Soylent is a dry powder shake mix designed as a meal-replacement drink. The mix contains “an assortment of… vitamins deemed medically necessary for a person to live.” Soylent, a product of Rosa Labs, started as a Crowdhoster campaign that resulted in over $1.5 million pre-orders. The meal-replacement drink also just raised a $1.5 million seed round. Rather than the recipe, Soylent’s real value may be the experience gained in building a food engineering startup.
Soylent is not made from people, contrary to its namesake 1973 movie. The powder mix also contains “hardly any soy”. In a discussion with NPR, Soylent’s makers claim the product is gluten-free, vegan, and halal. The powder consists mostly of oat starch and industrial nutrients. Vials of fish oil are shipped with the Soylent powder to provide omega fatty acids, allowing the powder itself to remain vegan. There are separate “blends” for men and women.
The specific formula for Soylent is still unfinished. Soylent’s website indicates the product is currently “version 0.8” This current version is described as “for anyone who struggles with allergies, heartburn, acid reflux or digestion, has trouble controlling weight or cholesterol, or simply doesn’t have the means to eat well.”
Investors in Soylent’s seed round included Andreessen Horowitz, Lerer Ventures, Hydrazine Capital, and Initialized Capital. In its announcement of the investment, the company states they’ve “enlisted the help of an illustrious group of advisers.” Those advisors include a professor of human nutrition, co-founder of a genomics company (Counsyl), and the CEO of CytoSport / Muscle Milk.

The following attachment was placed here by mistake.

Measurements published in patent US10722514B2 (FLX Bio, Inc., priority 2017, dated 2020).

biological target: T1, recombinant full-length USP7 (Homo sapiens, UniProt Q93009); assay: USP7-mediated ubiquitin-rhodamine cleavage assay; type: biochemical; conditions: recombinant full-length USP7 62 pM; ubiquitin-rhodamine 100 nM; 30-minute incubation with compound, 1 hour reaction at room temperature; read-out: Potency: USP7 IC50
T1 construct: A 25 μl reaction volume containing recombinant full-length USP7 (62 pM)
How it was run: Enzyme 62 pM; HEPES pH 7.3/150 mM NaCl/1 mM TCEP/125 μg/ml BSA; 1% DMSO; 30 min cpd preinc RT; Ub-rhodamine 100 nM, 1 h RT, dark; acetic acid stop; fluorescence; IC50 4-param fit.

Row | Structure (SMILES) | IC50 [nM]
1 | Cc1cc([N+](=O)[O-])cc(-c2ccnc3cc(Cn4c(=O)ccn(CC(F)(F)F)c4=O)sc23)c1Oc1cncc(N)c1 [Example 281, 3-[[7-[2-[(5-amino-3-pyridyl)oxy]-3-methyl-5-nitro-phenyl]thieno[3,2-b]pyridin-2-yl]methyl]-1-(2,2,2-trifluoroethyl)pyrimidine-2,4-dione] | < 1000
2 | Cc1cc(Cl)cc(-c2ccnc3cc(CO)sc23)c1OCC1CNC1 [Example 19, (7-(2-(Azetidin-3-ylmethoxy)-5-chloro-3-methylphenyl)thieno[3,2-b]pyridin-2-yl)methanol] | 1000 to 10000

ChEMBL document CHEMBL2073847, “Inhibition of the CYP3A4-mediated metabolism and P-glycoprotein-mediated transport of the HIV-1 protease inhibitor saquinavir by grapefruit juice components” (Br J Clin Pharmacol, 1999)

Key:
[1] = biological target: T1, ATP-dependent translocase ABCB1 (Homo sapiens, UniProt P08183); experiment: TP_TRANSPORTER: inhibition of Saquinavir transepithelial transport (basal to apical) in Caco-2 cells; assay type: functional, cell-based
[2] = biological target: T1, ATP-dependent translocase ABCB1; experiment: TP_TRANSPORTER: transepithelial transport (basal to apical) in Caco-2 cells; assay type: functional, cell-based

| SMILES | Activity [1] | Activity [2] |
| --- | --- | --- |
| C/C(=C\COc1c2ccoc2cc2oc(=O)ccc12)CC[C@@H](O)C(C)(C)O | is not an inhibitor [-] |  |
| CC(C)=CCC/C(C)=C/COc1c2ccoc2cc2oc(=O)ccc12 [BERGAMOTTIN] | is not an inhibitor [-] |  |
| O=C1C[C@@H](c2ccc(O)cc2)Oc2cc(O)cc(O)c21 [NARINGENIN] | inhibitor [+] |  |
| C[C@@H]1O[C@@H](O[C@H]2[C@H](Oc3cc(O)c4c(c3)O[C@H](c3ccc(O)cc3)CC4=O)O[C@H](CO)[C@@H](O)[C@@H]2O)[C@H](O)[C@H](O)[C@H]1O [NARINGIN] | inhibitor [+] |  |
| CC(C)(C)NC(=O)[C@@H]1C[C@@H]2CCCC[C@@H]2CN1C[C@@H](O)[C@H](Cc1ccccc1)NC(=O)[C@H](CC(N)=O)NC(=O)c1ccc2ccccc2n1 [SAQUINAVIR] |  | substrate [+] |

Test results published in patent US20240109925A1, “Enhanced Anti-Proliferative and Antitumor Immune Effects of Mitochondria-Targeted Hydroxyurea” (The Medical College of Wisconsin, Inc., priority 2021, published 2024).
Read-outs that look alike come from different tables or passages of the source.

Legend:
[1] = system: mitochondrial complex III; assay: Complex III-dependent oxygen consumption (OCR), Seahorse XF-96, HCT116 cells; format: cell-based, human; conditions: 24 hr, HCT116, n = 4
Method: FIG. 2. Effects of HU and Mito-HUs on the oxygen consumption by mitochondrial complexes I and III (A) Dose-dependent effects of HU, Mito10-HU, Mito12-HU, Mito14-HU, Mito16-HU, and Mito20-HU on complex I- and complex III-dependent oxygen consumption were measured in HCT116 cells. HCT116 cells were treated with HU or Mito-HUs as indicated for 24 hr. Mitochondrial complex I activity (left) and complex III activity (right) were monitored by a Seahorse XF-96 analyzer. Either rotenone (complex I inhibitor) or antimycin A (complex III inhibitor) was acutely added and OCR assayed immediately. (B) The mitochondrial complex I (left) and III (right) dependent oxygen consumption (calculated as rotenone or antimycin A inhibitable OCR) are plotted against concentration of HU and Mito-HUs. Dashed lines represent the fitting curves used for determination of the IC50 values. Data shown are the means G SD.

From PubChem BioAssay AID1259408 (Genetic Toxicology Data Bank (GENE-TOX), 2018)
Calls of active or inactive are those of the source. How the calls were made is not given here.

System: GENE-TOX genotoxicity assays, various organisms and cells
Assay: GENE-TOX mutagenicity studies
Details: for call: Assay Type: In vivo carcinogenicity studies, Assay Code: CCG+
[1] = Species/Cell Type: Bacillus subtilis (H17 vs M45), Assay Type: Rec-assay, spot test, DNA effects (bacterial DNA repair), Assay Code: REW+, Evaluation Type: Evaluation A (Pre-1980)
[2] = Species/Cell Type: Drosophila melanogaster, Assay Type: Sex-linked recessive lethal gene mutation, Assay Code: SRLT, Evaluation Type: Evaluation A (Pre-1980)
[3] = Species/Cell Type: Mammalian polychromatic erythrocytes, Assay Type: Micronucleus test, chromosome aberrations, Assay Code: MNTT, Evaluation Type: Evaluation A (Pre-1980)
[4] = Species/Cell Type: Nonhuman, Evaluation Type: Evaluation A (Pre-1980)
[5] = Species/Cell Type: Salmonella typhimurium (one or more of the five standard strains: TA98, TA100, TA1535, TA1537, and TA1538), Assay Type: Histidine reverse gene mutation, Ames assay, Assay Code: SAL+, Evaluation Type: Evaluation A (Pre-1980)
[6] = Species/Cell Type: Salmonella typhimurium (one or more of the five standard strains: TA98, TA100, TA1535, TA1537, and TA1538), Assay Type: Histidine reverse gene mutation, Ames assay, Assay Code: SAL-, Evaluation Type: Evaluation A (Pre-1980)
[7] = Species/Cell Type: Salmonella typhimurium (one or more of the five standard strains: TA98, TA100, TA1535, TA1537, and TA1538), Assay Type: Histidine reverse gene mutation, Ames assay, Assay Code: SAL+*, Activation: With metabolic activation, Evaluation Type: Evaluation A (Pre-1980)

Similar products like Ensure already exist, available in both powder and pre-mixed shakes. All of Soylent’s co-founders‘ college degrees and experience consist of computer science and business. None of their backgrounds involve food manufacturing or food distribution. So why would investors be interested in funding a startup with well-established competitors and founders lacking any market experience?
Engineering nutritionally superior foods could be a high-growth market. Vinod Khosla, famed venture capitalist, recently spoke about his own stealth investments in food startups. Those investments include a tasty plant-based beef-like patty, salt with less sodium, and Unreal healthy candy. Twitter co-founders Evan Williams and Biz Stone have also announced their own meatless startup, Beyond Meat.
Soylent’s blog is a journal of experiences with FDA approvals, NSF equipment certification, sourcing ingredients, distribution, and working with suppliers. Understanding all these processes would have use to many food-related startups. Soylent is the only food product funded by Y Combinator. Even if Soylent’s product is unsuccessful, investing in this type of experiment is justified by the valuable information it will produce for future food engineering startups to avoid risks.
Soylent plans to begin shipping to customers in December.